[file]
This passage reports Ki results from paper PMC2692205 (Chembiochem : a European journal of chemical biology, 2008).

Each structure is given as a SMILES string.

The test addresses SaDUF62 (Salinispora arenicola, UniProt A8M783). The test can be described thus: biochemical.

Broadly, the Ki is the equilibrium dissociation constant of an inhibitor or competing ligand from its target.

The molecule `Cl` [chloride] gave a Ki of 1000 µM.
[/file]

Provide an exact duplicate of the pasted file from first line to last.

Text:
This passage reports Ki results from paper PMC2692205 (Chembiochem : a European journal of chemical biology, 2008).

Each structure is given as a SMILES string.

The test addresses SaDUF62 (Salinispora arenicola, UniProt A8M783). The test can be described thus: biochemical.

Broadly, the Ki is the equilibrium dissociation constant of an inhibitor or competing ligand from its target.

The molecule `Cl` [chloride] gave a Ki of 1000 µM.